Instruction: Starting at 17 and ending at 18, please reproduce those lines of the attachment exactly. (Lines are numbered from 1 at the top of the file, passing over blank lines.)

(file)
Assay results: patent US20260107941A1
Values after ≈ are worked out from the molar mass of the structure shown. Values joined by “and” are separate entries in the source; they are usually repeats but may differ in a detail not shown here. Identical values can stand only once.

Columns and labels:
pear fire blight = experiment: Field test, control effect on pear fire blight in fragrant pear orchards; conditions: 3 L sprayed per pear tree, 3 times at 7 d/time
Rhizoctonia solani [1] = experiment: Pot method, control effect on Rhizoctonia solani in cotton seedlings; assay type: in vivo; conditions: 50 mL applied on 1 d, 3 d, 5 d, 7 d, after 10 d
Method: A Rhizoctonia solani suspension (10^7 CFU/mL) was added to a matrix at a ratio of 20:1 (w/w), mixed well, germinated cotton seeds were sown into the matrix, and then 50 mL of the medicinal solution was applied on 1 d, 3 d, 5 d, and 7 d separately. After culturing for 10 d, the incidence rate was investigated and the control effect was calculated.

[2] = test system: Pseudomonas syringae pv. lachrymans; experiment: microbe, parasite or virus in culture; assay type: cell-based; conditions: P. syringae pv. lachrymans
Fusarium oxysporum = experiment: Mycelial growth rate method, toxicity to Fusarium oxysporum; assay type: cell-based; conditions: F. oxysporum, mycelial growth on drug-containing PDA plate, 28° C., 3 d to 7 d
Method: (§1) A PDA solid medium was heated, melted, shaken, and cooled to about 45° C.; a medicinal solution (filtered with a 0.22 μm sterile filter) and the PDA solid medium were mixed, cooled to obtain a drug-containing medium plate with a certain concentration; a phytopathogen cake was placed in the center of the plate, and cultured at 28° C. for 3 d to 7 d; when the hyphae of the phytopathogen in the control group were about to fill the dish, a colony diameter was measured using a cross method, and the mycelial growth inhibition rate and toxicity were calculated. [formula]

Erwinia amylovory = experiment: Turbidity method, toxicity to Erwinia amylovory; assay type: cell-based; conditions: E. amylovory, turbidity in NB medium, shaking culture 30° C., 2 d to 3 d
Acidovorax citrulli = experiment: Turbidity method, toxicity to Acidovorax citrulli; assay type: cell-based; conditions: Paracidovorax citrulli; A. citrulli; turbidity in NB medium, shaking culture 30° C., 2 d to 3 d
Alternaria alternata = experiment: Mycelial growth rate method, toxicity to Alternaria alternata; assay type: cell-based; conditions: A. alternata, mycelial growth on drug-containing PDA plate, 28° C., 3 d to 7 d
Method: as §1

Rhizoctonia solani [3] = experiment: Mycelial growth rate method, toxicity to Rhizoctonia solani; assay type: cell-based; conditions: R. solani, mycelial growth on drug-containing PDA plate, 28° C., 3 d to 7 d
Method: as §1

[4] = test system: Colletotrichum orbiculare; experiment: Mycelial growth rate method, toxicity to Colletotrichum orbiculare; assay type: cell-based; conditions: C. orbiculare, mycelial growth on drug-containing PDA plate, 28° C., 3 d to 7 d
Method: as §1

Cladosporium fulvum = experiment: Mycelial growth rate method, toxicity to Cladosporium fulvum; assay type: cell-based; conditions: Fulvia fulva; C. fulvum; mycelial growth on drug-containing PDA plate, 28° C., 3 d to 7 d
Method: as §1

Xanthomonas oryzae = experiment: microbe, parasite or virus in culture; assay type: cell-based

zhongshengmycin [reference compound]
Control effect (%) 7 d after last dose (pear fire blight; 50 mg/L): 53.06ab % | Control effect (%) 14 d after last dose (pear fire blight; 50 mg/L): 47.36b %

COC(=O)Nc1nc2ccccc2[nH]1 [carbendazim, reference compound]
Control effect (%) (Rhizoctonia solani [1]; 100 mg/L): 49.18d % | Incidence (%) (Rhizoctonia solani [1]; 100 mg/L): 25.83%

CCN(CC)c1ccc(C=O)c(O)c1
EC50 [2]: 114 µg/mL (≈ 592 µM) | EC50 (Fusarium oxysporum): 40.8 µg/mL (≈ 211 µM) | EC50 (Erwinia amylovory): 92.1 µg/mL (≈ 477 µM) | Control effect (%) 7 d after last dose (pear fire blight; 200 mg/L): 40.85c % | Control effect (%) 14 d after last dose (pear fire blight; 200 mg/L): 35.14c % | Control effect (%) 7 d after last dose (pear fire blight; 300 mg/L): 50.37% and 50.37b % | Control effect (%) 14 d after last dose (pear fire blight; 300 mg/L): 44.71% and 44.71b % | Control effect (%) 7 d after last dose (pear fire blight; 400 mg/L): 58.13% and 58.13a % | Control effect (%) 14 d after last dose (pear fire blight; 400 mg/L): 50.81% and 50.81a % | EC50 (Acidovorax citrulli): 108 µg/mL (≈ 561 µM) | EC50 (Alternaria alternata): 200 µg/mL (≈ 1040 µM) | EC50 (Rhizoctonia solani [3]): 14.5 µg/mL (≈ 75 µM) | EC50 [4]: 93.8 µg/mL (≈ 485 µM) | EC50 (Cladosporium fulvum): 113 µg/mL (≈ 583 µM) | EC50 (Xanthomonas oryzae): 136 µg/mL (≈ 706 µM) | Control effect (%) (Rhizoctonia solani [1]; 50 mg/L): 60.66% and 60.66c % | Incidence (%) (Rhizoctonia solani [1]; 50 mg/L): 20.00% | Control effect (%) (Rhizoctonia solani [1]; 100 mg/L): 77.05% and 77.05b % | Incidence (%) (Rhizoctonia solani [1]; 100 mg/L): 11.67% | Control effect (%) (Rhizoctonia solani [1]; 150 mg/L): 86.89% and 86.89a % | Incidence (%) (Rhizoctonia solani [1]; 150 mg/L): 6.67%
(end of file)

Method: as §1

Cladosporium fulvum = experiment: Mycelial growth rate method, toxicity to Cladosporium fulvum; assay type: cell-based; conditions: Fulvia fulva; C. fulvum; mycelial growth on drug-containing PDA plate, 28° C., 3 d to 7 d